Fitbit (NYSE: FIT) went public at $20 in June 2015, and enthusiastic bulls -- believing that wearables would conquer the world -- bid the stock up to nearly $50 a month later. Today the stock trades at just over $5 due to a disastrous streak of decelerating sales growth and declining margins.
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But just how did things get so bad for Fitbit, which is practically synonymous with fitness trackers in general? Let's take a look back at six of its biggest blunders to find out.
1. Market share losses
Fitbit was once the largest wearables maker in the world. But between the third quarters of 2016 and 2017, its global market share dropped from 21.9% to 13.7%, according to IDC. Xiaomi, Apple (NASDAQ: AAPL), Huawei, and Garmin (NASDAQ: GRMN) respectively claimed 13.7%, 10.3%, 6%, and 4.9% of the market during that quarter.
On a year-over-year basis, Xiaomi, Fitbit, and Garmin lost market share, while Apple and Huawei posted big gains. Meanwhile, "other" brands accounted for 51.4% of the market during the quarter, up from 47.7% a year earlier. This all indicates that the market is getting saturated on multiple fronts, and Fitbit is struggling to stand out.
2. Quality control issues
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Fitbit's brand was also tarnished by various quality control issues over the past few years. In 2014, it recalled the Fitbit Force due to skin irritation and rashes. The following year, some Charge and Surge users complained about similar problems.
In 2016 Fitbit was sued over alleged accuracy issues regarding its PurePulse heart tracking technology. Last year, a Fitbit user sued the company after a Flex 2 exploded, but the company maintains that the accident was caused by "external forces".
The development of its Ionic smartwatch, which was launched last year, was also reportedly plagued with production delays, waterproofing and GPS problems, and the resignations of several key team members.
3. Uninspiring smartwatch ambitions
Fitbit's future depends heavily on the Ionic gaining ground against the Apple Watch 3 and other higher-end smartwatches. But its reception has been lukewarm at best -- Engadget called it a "passable smartwatch", while Tech Radar said it was "a good try, but not quite iconic."
The Ionic has certain advantages against the Apple Watch 3, like a longer battery life of four days and a lower price tag of $300. But some of the software features seem incomplete or poorly conceived.
For example, the Ionic has apps, but it lacks a full-fledged app store to counter Apple's watchOS apps, Garmin's ConnectIQ apps, and Alphabet's (NASDAQ: GOOG) (NASDAQ: GOOGL) Android Wear apps. Meanwhile, its new Fitbit Pay feature will likely struggle against early movers like Apple Pay and Android Pay.
4. Runaway operating expenses
As Fitbit's revenue growth decelerated and its pricing power waned, it ramped up its marketing and R&D expenses. That move caused its operating margin to drop through the floor.
As a result, Wall Street expects Fitbit's revenue to fall 25% this year, and for its bottom line to remain in the red.
5. Failure to diversify into software subscriptions
When hardware companies face slowing sales growth and declining margins, they often explore the idea of upselling higher-margin software subscriptions to milk more revenues from existing users. Fitbit previously established that foundation with FitStar, its premium training app, but it never turned it into a meaningful source of revenue.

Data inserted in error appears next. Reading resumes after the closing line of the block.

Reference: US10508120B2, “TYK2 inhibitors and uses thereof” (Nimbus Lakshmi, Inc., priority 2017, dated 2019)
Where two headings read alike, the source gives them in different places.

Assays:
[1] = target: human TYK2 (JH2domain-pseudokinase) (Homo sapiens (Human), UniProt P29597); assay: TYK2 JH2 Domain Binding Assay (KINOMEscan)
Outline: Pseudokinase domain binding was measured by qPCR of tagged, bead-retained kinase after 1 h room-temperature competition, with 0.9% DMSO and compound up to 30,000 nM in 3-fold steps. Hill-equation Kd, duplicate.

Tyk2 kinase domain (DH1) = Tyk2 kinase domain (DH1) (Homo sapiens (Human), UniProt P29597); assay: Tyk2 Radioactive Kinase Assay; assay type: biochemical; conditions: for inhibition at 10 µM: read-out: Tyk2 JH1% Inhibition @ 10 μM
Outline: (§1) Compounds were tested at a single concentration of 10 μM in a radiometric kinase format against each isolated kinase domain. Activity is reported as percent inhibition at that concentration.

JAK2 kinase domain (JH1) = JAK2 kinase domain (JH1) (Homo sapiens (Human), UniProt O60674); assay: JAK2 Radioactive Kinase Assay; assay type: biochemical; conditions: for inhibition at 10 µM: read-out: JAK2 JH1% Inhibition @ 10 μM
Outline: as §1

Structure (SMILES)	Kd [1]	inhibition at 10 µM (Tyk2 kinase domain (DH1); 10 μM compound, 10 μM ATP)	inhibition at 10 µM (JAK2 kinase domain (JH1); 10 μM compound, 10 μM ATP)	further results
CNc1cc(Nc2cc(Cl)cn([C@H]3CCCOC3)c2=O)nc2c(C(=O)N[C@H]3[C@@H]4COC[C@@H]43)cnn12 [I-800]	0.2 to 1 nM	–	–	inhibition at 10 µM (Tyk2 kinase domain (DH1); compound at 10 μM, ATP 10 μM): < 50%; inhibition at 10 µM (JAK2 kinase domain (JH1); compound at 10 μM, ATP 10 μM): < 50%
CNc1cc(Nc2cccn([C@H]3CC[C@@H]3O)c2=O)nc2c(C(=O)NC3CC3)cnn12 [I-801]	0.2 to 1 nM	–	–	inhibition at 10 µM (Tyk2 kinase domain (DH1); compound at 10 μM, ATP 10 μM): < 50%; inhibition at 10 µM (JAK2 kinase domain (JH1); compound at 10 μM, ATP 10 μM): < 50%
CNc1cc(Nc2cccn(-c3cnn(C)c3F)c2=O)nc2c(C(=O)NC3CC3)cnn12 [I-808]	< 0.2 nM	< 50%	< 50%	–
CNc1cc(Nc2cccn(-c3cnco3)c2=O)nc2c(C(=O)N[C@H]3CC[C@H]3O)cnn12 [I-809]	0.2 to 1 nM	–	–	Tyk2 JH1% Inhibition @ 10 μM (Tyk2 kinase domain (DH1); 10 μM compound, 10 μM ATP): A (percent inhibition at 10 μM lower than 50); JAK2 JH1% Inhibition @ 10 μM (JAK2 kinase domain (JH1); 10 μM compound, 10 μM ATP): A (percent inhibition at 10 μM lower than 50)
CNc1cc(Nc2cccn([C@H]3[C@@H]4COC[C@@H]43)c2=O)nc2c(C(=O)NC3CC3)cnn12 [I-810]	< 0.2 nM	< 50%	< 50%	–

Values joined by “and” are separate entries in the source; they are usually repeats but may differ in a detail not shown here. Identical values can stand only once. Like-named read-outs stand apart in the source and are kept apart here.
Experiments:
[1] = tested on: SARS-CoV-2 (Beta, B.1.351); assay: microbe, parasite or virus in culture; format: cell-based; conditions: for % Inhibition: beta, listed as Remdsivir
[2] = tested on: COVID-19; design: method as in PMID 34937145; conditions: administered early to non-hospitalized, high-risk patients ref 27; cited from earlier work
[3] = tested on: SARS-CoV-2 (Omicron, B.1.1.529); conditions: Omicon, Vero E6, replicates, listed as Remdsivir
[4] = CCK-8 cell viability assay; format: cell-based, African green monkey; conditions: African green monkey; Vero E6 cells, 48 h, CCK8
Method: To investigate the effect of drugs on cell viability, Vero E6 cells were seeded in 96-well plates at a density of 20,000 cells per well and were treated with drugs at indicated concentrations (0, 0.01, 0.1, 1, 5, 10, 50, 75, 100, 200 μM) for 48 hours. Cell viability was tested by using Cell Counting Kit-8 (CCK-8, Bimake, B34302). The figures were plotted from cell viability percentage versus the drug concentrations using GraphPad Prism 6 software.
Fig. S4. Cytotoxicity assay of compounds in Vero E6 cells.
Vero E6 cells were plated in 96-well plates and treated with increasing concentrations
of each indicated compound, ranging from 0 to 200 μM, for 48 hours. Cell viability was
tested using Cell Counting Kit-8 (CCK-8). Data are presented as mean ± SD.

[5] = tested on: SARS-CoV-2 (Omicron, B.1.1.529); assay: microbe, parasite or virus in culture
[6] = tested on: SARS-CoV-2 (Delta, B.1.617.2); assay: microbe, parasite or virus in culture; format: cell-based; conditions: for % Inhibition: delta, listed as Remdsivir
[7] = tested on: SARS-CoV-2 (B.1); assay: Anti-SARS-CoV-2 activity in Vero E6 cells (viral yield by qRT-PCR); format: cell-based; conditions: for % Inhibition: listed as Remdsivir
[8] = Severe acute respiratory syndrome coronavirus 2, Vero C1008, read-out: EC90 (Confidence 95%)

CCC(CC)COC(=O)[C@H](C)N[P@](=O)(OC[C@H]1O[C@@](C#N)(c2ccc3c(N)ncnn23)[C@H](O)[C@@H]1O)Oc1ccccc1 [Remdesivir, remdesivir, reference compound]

Last October, Fitbit finally rebranded FitStar as "Fitbit Coach", a $40 per year service which offers personalized training sessions, adaptive video workouts, and Fitbit radio. Fitbit stated that the app's paying customers grew 75% annually last quarter (without disclosing exact user numbers), but admitted that its revenue remained "immaterial" to its financial results.
If Fitbit focused on expanding that ecosystem during its heyday, it might now have a better way of locking in its users and generating higher-margin revenues.
6. Forgetting about its "corporate wellness" plans
Fitbit once touted its growth potential in the enterprise market with "corporate wellness" plans, in which companies placed bulk orders of its fitness trackers for their employees with the goal of cutting healthcare costs.
Fitbit once claimed that these programs -- which serve 1,300 enterprise customers, including 70 Fortune 500 companies -- generated about 10% of its revenues. Yet these partnerships aren't really boosting Fitbit's market share or device shipments, which fell 32% annually to 3.2 million last quarter, in a meaningful way.
It's unclear if Fitbit initially exaggerated the impact of these programs, or simply gave up on pursuing new deals. Either way, its corporate wellness push seems like an empty promise for now.
The road ahead...
Fitbit's stock might look cheap at 0.8 times sales, but it's no bargain. Its core Ionic, Charge 2, Alta, and Flex 2 devices all face tough competition on multiple fronts, and its margins should keep declining as it lowers prices and ramps up its spending. Therefore, investors should steer clear of this broken stock.
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Suzanne Frey, an executive at Alphabet, is a member of The Motley Fool's board of directors. Leo Sun has no position in any of the stocks mentioned. The Motley Fool owns shares of and recommends Alphabet (A shares), Alphabet (C shares), Apple, and Fitbit. The Motley Fool has the following options: long January 2020 $150 calls on Apple and short January 2020 $155 calls on Apple. The Motley Fool has a disclosure policy.